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curated by Lorenzo Bruni

Sonnet Cycle is the project name that Domenico Mangano and Marieke van Rooy have chosen to celebrate their new way of addressing the need to promote collective memory in the “post-truth era”. The videos, drawings, sculptures and pictures specifically made for this exhibition are aimed at discovering a new methodology, which is other than the direct dialogue with the media‑drenched reality, but also at identifying a new role for the artwork at the time of dispersed museums/archives. The new works on show aspire to raise awareness on the specific physical point of view from which the observers find themselves interacting with the world so that it cannot only address personal matters to which the others can only remain indifferent. In order to do so, the two artists, who have been working together since 2014, reveal their specific way of narrating and transforming their encounter with the world while narrating. An encounter that takes on absurd dimensions, like in a fairy tale of borderline with the grotesque, precisely because they are aware that performing such action and reflection in our current “liquid modernity” is akin to re-founding a new “principle of reality” whose codes have to be searched for in an archaic and non-historical collective dimension.

The sonnets, poems, and fairy tales recalled by the project name do not refer to invented stories, but to the strategy that man has always adopted in order to create machines that are used to create stories and narrate them subject by subject to foster the transmission of knowledge and the curiosity for knowledge. This is the approach that made the two artists follow first the methods used by medieval Sicilian poets, by which they confront themselves with a non-mediated but layered landscape. The artists themselves explained that: “The Sonnet Cicle video was originally produced for an exhibition at the Gemmellaro Geological Museum in Palermo, and is mainly made of black pictures, and other surreal, magic and almost unidentifiable images. The video is captured both in Sicilian dialect and Dutch, the two languages that characterize our couple of artists. While subtitles are provided in English, which is the international language. The narrated stories consist of a series of sonnets that we have written and recited, where the leading roles are played by the fauna and flora as well by the concrete in Palermo. It’s a journey between surreal landscapes and words resulting in micro-stories about the city’s biotope. For this work we have reinterpreted the sonnet that was written for the court of Frederick II, King of Sicily, in the 13th century. These were the first poems to be written by a cultural elite in the vernacular. We asked ourselved what city’s contradictions they would bring to light today, reflecting on all of the contradictions in modern society.” Subsequently they found themselves seeking a confrontation with the rhyming illustrated manuscript Van der Naturen Bloeme (The Flowers of Nature) by Jacob van Maerlant, ca. 1271. This is the first nature encyclopaedia written in Dutch reporting botanical facts and stories about several (real or alleged) weird populations, with brief descriptions of their peculiar characteristics, like those who only eat through a straw, those who have big feet to protect them from sun, or those having eyes on their shoulders. Besides the video, the first scenario originated some drawings that will be shown on a marble desk recalling Sicilian fish market stalls; while the second scenario gave rise to a series of pictures where the images from the Dutch book become screens and masks from which the authors look at the hypothetical observer, as well as a new series of wooden sculptures and a sound installation. The two projects on show at the Francesco Pantaleone Contemporary Arts Gallery in Milan turn out to be two sides of the same coin, a coin that represents a confrontation between the visible and the invisible, the experience and the way it is recounted.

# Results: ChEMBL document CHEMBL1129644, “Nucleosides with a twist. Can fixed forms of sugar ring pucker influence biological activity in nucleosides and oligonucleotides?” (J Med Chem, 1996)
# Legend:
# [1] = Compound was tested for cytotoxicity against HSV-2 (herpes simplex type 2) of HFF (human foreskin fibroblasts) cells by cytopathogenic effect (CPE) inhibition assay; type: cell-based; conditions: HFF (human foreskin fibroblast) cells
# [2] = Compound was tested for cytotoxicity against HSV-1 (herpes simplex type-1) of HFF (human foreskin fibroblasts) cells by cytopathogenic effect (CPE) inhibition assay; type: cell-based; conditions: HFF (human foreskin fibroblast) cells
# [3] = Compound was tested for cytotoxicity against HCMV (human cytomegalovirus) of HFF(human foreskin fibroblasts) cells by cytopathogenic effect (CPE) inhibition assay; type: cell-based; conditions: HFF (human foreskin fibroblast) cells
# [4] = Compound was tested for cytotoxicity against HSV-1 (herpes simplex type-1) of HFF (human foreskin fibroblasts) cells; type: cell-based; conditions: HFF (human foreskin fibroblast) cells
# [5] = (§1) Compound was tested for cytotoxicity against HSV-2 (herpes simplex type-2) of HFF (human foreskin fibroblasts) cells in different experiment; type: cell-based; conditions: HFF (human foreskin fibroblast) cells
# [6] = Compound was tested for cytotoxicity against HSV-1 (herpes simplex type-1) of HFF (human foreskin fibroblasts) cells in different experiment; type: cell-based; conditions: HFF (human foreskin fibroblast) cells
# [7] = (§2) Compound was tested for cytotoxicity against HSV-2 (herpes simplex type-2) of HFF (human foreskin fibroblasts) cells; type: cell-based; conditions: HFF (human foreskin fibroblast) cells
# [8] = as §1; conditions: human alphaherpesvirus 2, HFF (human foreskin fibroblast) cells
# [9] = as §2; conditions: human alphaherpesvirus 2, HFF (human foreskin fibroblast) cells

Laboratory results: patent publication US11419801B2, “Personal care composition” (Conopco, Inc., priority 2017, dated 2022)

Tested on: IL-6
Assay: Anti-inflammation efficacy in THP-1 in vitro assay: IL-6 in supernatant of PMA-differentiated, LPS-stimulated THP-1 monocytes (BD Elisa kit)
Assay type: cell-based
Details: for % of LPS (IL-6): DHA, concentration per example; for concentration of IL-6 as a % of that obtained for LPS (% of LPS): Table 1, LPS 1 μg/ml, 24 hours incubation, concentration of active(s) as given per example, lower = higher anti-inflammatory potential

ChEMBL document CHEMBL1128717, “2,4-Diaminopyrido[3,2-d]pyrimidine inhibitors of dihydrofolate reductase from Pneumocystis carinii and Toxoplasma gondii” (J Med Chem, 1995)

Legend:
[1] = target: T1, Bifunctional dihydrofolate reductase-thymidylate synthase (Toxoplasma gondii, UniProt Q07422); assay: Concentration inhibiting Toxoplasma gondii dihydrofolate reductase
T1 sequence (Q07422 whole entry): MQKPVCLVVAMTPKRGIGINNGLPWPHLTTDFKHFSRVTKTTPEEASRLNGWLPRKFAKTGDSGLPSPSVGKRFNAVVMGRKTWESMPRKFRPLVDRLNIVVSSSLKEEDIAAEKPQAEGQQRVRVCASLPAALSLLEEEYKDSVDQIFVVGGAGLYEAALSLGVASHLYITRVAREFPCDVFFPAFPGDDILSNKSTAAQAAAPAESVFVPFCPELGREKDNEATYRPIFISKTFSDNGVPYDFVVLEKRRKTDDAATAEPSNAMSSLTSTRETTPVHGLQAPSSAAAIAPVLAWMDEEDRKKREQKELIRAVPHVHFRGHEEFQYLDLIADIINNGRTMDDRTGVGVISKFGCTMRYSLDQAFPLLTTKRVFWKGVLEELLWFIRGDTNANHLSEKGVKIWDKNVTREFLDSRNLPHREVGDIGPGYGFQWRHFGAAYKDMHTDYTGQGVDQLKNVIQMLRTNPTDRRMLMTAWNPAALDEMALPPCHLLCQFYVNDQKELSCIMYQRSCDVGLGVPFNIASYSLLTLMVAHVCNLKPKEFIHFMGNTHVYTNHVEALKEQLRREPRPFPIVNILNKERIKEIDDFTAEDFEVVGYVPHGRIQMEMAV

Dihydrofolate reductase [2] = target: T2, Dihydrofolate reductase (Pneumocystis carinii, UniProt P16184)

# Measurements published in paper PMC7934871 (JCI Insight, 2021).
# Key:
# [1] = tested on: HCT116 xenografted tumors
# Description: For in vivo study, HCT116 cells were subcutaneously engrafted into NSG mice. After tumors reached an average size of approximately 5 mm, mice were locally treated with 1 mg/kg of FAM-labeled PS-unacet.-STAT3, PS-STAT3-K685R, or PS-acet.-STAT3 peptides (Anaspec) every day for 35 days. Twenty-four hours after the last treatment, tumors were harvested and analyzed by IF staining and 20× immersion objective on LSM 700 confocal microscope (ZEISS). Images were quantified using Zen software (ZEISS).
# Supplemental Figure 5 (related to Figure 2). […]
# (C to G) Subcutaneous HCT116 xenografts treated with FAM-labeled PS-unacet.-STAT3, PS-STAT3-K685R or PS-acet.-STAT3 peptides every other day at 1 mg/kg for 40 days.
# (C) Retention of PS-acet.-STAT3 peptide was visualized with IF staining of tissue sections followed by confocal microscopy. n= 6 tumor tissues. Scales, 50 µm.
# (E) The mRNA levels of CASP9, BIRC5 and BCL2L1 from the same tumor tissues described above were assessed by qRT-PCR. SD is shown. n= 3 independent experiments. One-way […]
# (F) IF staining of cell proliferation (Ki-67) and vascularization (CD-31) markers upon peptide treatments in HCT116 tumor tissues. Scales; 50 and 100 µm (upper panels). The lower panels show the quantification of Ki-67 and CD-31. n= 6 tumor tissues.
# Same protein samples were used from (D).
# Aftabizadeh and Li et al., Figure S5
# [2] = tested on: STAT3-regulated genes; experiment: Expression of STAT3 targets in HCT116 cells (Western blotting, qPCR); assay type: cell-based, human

The curator Lorenzo Bruni argues that: “What the two artists achieve with their new work called Sonnet Cycle is a change in focus from the act of documenting the world and deconstructing our memory so that we can work not on the objectivity of things, but on their visionary nature and archaic power. It’s precisely this visionary nature that seems to offer them an excellent way to talk to a world that has not yet fully understood the legacy of the digital revolution, which proves anthropocentrism is losing ground not only in relation to the universe (as per Galilean discoveries) and our way of thinking (as per Freudian psychonalysis), but also to the infosphere. The information affecting all of us exists independently from the author and belongs to an expanded time that is no more associated with the act of communicating in real time. As Luciano Floridi – Director of Research and Professor of Phylosophy and Ethics at the Oxford University – maintained in his last book “The 4th Revolution”: “In a few years we passed from a thousand-year-old culture based on records – what shall we keep for “future reference” – to a culture based on re-writing and deleting – what shall we remove or edit and consign to “future oblivion” – that we still have to understand. Due to their specific nature, digital data accumulates over the years, like dust in a house: just think to the pictures and music stored in your smartphone.” This approach is even more interesting since it was adopted in the late ’90s by Mangano, one of the first artists who interpreted the personal and collective memory not only as a subject, but also as a vehicle to investigate the role of the viewer and the role of art in a post-ideologic world which was about to become globalized through the rapid diffusion of Internet. With this work the artists remind us that today it’s not so important to communicate everything to everybody, but rather to remember who you want to enter into dialogue with, and not only as an act of self-expression.”